Skip to content

Avoiding the Quicksand Box: How not to get caught in the industry’s newest trap

My dad built my first sandbox. Located a few paces on to the back lawn, it was a place where I met my friends for hours of fun. All of our 6-year-old worries were parked outside of the homemade wooden square, and the only limit to our creativity was mom’s call for dinner. Our sandbox was an extension to our house, integral to its existence.

Sandboxes were fun, and remain a source of fond memories for my family and me. But a new type of sandbox has emerged in the homebuilding industry and it’s not so fun. I call it the Quicksand Box.

Here’s how it works:

Your homebuilding company is putting the final touches on a successful Q4 in 2015. Closings for 2015 are up 10% and record October-December sales have created a healthy 2016 backlog. In order to push as many 2015 closings through as possible, you created ad hoc processes and cut some corners. Unpaid invoices, outstanding punch list items, and endless warranty lists may be waiting for you, but you just had your best year yet financially. Kudos to everyone!

Flash forward to the end of Q1 2016. Internal processes are still in chaos after 2015’s frantic pace. Your executive staff was supposed to rework your 2016 plans but they were “just too busy.” You are releasing construction starts at a record pace but have yet to add staff because much of your working capital is tied up in delayed Work-in-Process (WIP) inventory in the field. And it has become more time-consuming than ever to find, hire and train new employees.

This combination of higher volume and broken processes causes quality to suffer and schedules to slip. Employee engagement starts falling, threatening the stability of the culture you worked hard to establish, nurture and grow. Employee dissatisfaction causes turnover to spike as your competition takes advantage. This leaves your remaining people with even more stress.

In short, you now find yourself approaching the halfway point of 2016 without the necessary resources, processes, and strategy to support your market’s potential sales. Stretched resources are causing your operation to slowly deteriorate.

Eventually, fallout from your internal problems reaches your customers. Frustrated by delays, selection mistakes, miscommunication, and poor quality, they share their opinions on social media and with their friends and neighbors. As a result, your company’s image – its most critical marketing element – suffers big time.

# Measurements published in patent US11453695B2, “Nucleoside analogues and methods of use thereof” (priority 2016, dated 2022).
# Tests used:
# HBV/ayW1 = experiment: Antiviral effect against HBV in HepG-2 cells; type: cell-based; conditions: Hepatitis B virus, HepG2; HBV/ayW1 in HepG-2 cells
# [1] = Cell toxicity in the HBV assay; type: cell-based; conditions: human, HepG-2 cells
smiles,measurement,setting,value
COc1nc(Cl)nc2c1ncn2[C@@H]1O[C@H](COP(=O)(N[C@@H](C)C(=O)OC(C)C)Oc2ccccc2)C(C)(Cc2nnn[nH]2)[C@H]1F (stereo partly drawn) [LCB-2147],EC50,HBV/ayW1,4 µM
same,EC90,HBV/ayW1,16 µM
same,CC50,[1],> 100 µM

This is the industry’s new Quicksand Box. It was created by the pursuit of an aggressive growth strategy without a clear and honest evaluation of the company’s capabilities and capacity. Leadership decided to push forward as quickly as possible to capitalize on demand and squeeze in as many sales and closings as possible. This undermined the organization slowly at first, then catastrophically, like quicksand. The hustle and long hours at the end of 2015 were just enough to hide internal deficiencies, but by the halfway point of 2016, the company found itself waist deep in the quicksand, unable to escape.

As common as this scenario is, it’s totally avoidable.

At Continuum Advisory Group, we believe in setting aggressive goals. We encourage it. However, these goals must be developed with a clear understanding of the organization’s capabilities and capacity. This level of understanding can only be achieved through effective and timely planning.

To help jumpstart your planning process, we will be publishing a series of articles in 2016 to provide the direction and content needed to successfully map the future of your organization and avoid falling into the Quicksand Box.

These articles will cover the four main quadrants we focus on when working with homebuilders. They will offer practical advice on managing the external business environment, your processes and systems, your organizational design, and your change management strategies.

Specific topics will include:

  1. Creating a Company Vision and Mission
  2. Setting Short and Long Term Goals and Objectives
  3. Creating Short and Long Term Strategies and Tactics
  4. Effectively Managing Internal Processes
  5. Thinking Strategically When Making Resource Decisions
  6. Making Strategic Software Decisions

As we turn the calendar to 2016, the opportunity to grow is there for all homebuilders, regardless of size, market, or historical performance. If you are capital constrained, the opportunity is there. If you are people constrained, the opportunity is there. The key is understanding and acknowledging these challenges early, and then crafting an effective strategy that addresses them.

Remember the traditional sandbox? The one built on the lawn that you created for your customer? The one you could always count on to wipe away your concerns and deliver a fun, enjoyable experience? This is the sandbox we want for you. Enjoy the articles.

Boy playing in the sand at the playground

Back To Top